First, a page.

Thursday, June 12, 2008

Defending Precancer Research:6 of 6 blogs

As regular readers of this blog know, I am an advocate for studying the precancers. I believe that successful treatment of the precancers is feasible, and that it will lead to the near-eradication of cancer.

In a prior blog, I listed arguments, that I have encountered over the years, against the the importance of precancer research. This is the last of six blogs where I respond to the arguments.

Argument. Treating precancers is not feasible for the majority of precancerous lesions that occur in humans. Reducing the incidence of cervical cancer by treating cervical precancer was possible only because the cervix can be inspected and sampled. There is no equivalent method to find and excise the precancerous lesions of pancreas, lung, prostate and breast. Therefore, procedures to detect and treat most precancers are not practical.

Response. As discussed in a prior blog, it is wrong to think that precancers must be detected and diagnosed prior to treatment.

The paradigm for treating cancer has been:

1. Detect the cancer (usually involves recognizing a sign or symptom or picking up the cancer on a screening text)

2. Diagnose the cancer (usually involves getting a tissue sample through a surgical procedure and sending the sample to a pathologist who renders a diagnosis indicating the type of tumor and its grade (level of malignancy). Diagnosis is sometimes supplemented with special studies, such as cytogenetics).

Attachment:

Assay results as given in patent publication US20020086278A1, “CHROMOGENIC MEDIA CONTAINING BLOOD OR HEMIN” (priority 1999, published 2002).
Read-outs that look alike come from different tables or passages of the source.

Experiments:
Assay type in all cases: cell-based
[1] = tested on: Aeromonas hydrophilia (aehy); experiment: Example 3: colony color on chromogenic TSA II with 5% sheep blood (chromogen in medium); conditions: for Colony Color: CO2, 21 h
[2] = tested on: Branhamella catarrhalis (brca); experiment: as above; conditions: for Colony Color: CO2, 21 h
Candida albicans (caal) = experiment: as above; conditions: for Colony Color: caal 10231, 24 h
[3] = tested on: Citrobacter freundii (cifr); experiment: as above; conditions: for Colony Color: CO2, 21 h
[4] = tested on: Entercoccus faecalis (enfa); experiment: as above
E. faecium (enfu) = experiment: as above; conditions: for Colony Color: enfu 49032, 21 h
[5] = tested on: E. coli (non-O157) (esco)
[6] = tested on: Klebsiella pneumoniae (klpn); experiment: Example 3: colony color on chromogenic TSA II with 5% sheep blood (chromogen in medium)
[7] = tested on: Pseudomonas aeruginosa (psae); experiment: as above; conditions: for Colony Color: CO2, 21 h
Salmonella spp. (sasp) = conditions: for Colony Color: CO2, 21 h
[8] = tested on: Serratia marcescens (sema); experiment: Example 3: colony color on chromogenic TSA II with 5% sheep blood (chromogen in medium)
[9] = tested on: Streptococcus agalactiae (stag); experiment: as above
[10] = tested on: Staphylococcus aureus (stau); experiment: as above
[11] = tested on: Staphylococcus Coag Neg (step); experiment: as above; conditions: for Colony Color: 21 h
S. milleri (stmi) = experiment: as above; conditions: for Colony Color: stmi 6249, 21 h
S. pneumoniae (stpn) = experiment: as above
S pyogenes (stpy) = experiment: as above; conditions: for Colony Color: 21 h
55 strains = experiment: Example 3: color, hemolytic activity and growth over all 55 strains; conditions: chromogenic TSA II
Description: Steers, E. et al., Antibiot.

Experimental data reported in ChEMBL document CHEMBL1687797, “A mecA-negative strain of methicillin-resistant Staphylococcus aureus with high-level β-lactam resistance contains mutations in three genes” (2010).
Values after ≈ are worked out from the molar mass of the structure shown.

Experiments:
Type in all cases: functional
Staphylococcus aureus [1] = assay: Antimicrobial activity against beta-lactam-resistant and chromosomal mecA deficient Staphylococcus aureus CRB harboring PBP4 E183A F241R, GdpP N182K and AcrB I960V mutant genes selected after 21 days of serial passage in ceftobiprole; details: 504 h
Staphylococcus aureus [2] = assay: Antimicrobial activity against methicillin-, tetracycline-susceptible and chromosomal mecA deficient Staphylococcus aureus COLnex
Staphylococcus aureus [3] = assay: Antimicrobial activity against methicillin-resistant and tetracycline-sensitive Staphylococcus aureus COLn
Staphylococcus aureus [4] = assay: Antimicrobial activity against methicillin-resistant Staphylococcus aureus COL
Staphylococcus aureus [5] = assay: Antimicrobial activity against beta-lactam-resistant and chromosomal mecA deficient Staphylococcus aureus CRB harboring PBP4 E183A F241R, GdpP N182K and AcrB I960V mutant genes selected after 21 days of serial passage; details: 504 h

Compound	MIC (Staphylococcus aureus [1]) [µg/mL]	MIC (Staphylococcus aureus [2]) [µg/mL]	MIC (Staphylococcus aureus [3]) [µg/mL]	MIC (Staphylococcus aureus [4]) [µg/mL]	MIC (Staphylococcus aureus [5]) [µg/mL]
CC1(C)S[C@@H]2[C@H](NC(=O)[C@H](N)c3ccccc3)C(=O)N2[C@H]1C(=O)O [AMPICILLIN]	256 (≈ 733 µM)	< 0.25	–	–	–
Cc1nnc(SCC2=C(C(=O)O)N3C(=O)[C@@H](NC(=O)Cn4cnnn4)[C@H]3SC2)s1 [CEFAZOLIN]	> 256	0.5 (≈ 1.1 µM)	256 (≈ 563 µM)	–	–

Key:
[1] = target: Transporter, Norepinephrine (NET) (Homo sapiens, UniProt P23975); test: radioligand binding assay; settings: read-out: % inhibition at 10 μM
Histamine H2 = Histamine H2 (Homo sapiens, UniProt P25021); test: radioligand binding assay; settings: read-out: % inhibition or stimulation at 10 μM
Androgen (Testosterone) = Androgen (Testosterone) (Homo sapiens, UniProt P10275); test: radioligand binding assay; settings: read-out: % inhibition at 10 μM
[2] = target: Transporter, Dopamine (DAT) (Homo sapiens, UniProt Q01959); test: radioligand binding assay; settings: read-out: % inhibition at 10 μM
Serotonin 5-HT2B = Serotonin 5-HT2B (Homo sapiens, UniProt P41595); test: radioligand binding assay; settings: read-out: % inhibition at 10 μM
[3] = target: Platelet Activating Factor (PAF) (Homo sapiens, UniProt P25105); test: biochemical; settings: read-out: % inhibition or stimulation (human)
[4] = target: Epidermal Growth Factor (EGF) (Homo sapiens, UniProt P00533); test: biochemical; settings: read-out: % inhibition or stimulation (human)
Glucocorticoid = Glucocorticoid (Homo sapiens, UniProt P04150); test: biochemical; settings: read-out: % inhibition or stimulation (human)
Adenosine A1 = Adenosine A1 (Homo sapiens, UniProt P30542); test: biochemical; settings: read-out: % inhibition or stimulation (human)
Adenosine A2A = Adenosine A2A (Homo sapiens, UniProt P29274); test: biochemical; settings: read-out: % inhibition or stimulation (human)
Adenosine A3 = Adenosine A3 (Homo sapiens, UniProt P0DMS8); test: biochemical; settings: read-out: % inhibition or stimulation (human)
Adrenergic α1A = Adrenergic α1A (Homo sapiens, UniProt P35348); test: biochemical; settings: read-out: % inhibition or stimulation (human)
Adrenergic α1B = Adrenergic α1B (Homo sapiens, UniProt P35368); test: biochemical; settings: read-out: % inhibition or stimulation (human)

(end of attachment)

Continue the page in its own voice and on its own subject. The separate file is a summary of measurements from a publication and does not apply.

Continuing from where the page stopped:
3. Stage the cancer (determining how far the tumor may have spread at the time of diagnosis)

4. Treat the cancer (one or more of surgery, chemotherapy, radiation therapy).

5. Follow-up

With precancers, we may be able to skip most of these steps, going straight to treatment. This is because the treatment for precancers can be simple and effective.

If a precancer can be eradicated with a relatively non-toxic systemic drug, or if the transition from precancer to cancer can be delayed with hormonal manipulation, or if the initiation step of carcinogenesis (leading to precancer development) can be blocked with a dietary supplement or a vaccine (e.g. Gardasil for cervical precancer), why not just forego the detection/diagnosis/staging steps?

The idea of receiving medical treatment for undiagnosed diseases is not new. How many people in the U.S. take statins, even though they have no reason to think that any of their arteries are significantly blocked by atheroma (never had stroke, never had angina, never had claudication, etc.)? How many people in the U.S. are treated for hypertension even if they've never had any of the associated diseases (never had renal failure, never had stroke, etc.)? Virtually everyone in the U.S. has been vaccinated for diseases they do not have (polio, smallpox, tetanus, etc.).

Intelligent people accept treatment for diseases they do not have, because they know how bad such diseases (myocardial infarction, stroke, kidney failure, polio, etc.) can be.

Treating precancers in high-risk people, avoiding the steps of precancer screening, detection, and diagnosis, is an option that we should be studying.

Prior blog in series

Copyright (C) Jules J. Berman 2008

key words: preneoplasia, premalignant, preneoplastic, incipient neoplasia, pre-cancer, dysplasia, metaplasia, intraepithelial neoplasia, premalignancy, premalignancies, precancers, precancerous, pretumor, carcinogenesis, pathology, cancer research, cancer funding, cancer research funding, funding for cancer research
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